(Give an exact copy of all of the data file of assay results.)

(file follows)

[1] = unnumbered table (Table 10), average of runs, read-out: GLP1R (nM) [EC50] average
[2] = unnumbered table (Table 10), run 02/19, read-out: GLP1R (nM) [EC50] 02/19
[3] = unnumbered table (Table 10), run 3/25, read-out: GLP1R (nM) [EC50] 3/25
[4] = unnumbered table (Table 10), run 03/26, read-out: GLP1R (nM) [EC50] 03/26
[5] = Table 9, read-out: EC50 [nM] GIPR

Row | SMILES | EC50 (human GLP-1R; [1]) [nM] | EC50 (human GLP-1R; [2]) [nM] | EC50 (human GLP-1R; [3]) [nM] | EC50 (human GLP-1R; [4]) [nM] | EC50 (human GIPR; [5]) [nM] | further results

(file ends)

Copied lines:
[1] = unnumbered table (Table 10), average of runs, read-out: GLP1R (nM) [EC50] average
[2] = unnumbered table (Table 10), run 02/19, read-out: GLP1R (nM) [EC50] 02/19
[3] = unnumbered table (Table 10), run 3/25, read-out: GLP1R (nM) [EC50] 3/25
[4] = unnumbered table (Table 10), run 03/26, read-out: GLP1R (nM) [EC50] 03/26
[5] = Table 9, read-out: EC50 [nM] GIPR

Row | SMILES | EC50 (human GLP-1R; [1]) [nM] | EC50 (human GLP-1R; [2]) [nM] | EC50 (human GLP-1R; [3]) [nM] | EC50 (human GLP-1R; [4]) [nM] | EC50 (human GIPR; [5]) [nM] | further results